In the boiler industry, there are three main types of watertube boilers: D-type, O-type, and A-type (see the graphic). Boilers can be designed for either saturated or superheated steam, and they can be packaged or field-erected. Package watertube boilers are designed to be small enough for highway transportation and are factory assembled. Field-erected boilers are just as they sound; multiple components are assembled and installed in the field.
For each boiler type, there are differences in superheater design and performance. Before diving into those differences, let’s review each of the main types of watertube boilers.
D-type boilers have one steam drum and one lower drum, centered over each other with the furnace offset to one side. These boilers are designed with only one generating bank.
O-type boilers also have one steam drum and one lower drum, however, they are centered over each other with the furnace in the center. These boilers are designed with two generating banks (i.e. the flue gas flow splits into the two sides at the end of the furnace).
A-type boilers are similar to O-type and include two generating banks. The major difference is the number of drums and placement. A-type boilers include one steam drum at the top center, and two lower drums; one placed on each side of the furnace.
Saturated steam means that the steam temperature is purely dependent on the steam pressure and follows the pressure-temperature curve. For example, if the upper drum is at 150 psig, the saturated temperature would be 366°F. If the upper drum is at 300 psig, the saturated temperature would be 422°F. Saturated steam boilers will have a steam nozzle directly on the upper drum regardless of the boiler type. All of the steam produced is also collected in the upper drum.
When the design calls for superheated steam, which would be higher than the saturation temperature, an extra set of steam tubes or coils are provided and added to the heat transfer circuit in the boiler. The superheater tube bank is piped downstream of the steam drum to add heat to the saturated steam and make it superheated.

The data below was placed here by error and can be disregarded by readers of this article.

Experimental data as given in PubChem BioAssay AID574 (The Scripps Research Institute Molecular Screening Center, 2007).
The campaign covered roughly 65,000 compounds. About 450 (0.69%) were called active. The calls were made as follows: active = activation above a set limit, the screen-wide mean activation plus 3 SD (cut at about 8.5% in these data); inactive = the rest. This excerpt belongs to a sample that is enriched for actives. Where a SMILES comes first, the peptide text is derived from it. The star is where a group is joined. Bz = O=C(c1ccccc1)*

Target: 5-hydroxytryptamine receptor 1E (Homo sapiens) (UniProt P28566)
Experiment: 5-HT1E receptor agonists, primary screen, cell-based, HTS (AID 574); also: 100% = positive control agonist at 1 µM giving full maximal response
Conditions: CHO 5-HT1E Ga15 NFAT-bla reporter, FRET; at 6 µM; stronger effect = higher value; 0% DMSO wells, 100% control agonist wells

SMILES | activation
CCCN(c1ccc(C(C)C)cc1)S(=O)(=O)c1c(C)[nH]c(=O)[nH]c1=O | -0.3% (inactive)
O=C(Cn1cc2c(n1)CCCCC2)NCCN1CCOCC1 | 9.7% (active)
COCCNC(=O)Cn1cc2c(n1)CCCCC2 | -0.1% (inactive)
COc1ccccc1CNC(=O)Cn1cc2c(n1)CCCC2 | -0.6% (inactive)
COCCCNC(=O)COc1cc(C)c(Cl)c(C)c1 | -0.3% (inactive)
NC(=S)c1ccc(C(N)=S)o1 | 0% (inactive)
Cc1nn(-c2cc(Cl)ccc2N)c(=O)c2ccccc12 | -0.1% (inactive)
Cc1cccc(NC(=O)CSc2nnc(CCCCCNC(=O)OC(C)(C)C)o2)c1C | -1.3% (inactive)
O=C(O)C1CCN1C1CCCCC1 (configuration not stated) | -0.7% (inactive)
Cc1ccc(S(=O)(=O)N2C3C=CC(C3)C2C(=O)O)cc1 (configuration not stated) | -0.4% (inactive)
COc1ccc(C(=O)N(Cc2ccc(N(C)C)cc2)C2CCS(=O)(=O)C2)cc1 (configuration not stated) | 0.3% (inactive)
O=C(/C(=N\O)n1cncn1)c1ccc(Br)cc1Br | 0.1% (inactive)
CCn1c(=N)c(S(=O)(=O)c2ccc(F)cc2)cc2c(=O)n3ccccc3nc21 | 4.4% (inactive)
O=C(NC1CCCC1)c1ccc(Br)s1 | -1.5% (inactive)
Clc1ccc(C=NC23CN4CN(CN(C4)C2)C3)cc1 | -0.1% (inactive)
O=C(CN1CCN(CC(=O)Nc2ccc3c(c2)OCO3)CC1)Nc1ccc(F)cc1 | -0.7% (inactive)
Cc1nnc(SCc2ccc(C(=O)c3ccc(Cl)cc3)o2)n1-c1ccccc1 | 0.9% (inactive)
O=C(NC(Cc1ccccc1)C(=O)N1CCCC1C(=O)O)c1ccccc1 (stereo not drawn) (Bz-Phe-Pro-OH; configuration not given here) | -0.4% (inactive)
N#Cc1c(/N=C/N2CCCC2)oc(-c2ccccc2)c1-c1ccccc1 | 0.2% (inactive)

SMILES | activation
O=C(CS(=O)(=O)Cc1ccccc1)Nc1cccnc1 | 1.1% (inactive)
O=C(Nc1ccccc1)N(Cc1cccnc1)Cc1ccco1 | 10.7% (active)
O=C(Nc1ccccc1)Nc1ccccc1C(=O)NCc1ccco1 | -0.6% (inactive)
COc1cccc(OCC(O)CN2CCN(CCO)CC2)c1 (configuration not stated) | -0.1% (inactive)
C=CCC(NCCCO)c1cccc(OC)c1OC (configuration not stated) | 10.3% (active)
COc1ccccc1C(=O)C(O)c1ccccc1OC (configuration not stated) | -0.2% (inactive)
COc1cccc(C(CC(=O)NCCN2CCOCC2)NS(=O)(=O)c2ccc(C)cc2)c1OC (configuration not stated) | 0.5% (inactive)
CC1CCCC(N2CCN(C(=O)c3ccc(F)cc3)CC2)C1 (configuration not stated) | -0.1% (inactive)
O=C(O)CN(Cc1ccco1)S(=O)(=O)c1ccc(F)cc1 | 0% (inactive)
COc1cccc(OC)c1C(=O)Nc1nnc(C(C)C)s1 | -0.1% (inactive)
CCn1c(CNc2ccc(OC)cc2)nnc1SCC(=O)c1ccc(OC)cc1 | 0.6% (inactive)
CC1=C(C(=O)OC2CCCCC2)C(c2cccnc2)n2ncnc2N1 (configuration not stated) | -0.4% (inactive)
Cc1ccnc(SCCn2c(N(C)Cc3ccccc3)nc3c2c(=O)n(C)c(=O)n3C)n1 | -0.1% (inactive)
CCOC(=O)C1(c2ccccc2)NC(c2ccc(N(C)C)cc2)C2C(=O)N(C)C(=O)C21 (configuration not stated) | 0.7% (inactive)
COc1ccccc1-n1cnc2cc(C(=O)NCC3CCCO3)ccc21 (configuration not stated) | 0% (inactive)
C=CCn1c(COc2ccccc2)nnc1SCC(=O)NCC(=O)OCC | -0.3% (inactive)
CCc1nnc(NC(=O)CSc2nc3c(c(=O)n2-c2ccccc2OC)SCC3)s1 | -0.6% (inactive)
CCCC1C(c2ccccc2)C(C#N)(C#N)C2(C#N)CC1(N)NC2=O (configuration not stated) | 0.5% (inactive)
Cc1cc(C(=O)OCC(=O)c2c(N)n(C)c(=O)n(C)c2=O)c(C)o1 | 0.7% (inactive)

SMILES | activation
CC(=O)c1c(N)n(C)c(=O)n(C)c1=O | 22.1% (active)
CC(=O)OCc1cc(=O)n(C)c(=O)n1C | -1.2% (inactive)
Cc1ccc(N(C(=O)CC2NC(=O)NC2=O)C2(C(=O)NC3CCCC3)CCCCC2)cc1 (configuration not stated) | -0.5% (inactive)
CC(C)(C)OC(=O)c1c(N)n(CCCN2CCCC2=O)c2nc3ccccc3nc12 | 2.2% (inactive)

On D-Type boilers, this extra tube bank is added to the convection section (or the generating bank). This is called the convective design. The benefit of this design is the steam coils are out of the radiant heat zone of the burner (the extra heat transferred uses convection only). However, performance is not as good as radiant style superheaters which means at reduced loads, the steam temperature drops off quickly.
On O-type and A-type boilers, the extra tube bank is added at the end of the furnace. This is called the radiant design. The benefit of this design is that the performance is much better as compared to the convective style throughout the load range. However, since the heat transferred is primarily radiant heat from the burner, the superheater typically doesn’t last as long and requires more maintenance.
In today’s market, D-Type boilers are the most common. The superheat performance issues can be compensated by designing the steam for a higher temperature and then using an attemperator to control steam temperature more closely over the boiler load range. In the rental boiler industry, O-type boilers are the most common because the weight is more evenly distributed making it ideal for trailer-mounting and road transportation. Stay tuned for our next blog where we will touch on a fourth, less commonly known watertube design; the Ds-type. Ds style boilers are patented and manufactured by Superior Boiler.
As a rental boiler supplier, manufacturer’s representative and stocking distributor, Nationwide Boiler has not only sold but actually operated and maintained package watertube boilers for over 50 years. Give us a call today to learn more about what type of boiler is best for your unique application.